The Best And Worst Foods For Adult Acne

Skin nutrition is a subject matter of significant personal and professional interest so when my writing volunteer Mashaal expressed a desire to explore the connection between diet and adult acne, I needed little convincing.

Mashaal, like myself, has a vested interest in nutrition for adult acne both from the perspective of personal curiosity and because it is a challenge she has personally dealt with.

We both have a massive appreciation for the role skin health can play in quality of life and with that in mind endeavoured to deliver a concise yet comprehensive summary of the best available evidence in this area.

Mashaal left no stone unturned in reviewing the relevant scientific literature and so I simply cannot wait for you guys to read what she’s come up with.

Nutrition Tips For Adult Acne

Written & researched by Mashaal Junaid with feedback, review & revisions from yours truly

Adult acne is classified as the presence of acne after the age of 25.

Dealing with acne as an adult can be particularly challenging since it is often perceived a condition associated with puberty and the teenage years.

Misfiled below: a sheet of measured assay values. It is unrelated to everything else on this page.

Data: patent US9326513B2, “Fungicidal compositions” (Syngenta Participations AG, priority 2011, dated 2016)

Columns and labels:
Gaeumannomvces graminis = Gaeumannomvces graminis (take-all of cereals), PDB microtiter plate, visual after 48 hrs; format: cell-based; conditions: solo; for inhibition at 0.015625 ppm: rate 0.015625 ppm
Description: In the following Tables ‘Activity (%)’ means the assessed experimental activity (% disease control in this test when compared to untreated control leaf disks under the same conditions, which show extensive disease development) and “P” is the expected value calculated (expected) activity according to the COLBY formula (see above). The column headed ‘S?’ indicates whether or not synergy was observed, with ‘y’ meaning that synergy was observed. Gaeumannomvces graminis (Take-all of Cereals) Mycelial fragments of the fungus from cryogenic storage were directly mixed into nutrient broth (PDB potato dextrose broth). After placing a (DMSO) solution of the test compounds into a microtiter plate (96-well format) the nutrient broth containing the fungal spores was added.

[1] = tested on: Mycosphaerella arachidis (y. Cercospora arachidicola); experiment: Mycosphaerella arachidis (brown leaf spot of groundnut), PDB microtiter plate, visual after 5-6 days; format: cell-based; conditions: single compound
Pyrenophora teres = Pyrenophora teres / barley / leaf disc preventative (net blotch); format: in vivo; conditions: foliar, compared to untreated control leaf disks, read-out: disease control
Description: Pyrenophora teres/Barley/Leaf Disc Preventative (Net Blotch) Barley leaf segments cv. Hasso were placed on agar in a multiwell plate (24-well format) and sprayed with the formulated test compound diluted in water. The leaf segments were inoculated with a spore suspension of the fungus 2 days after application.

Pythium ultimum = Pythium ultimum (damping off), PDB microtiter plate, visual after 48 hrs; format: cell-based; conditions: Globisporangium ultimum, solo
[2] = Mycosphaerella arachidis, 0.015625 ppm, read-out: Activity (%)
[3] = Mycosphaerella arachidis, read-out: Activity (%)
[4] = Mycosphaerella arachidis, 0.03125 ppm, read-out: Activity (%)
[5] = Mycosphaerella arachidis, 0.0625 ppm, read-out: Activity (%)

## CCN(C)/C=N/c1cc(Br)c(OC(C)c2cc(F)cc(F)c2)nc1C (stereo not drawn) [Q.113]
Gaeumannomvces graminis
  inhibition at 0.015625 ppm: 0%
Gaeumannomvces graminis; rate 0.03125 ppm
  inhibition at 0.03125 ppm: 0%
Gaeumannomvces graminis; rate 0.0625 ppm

Many people turn to spend hundreds of dollars on skincare brands which can often exasperate the acne.

Adult acne can occur as a result of many different things such as hormone imbalances and genetics but the majority of the literature states how the Western diet plays a huge role in the persistence of acne because there is a higher number of processed foods.

With this article, we wanted to provide practical and evidence-based tips that you can implement to see positive results in your skin.

Choose More Foods With A Low Glycemic Index (GI)

The glycemic index (GI) of a food describes how sharply it raises blood sugar levels after consumption.

In the graphic below we demonstrate some higher GI options and their lower GI alternatives.

The frequent consumption of high GI foods increases the production of a hormone known as IGF-1 which is associated with adult acne.

According to recent work out of JAMA Dermatology it may be the case that high levels of IGF-1 increase oxidative stress and inflammation, both of which may contribute to adult acne.

IGF-1 may also increase the production of other hormones, like androgens, which could increase skin oil production and clog pores.

In adults living with moderate to severe acne we have experimental evidence to demonstrate that:

  1. A lower glycemic index diet measurably decreases IGF-1 production ( JAND 2016)
  2. A lower glycemic index diet measurably decreases acne lesions/severity (AJCN 2007)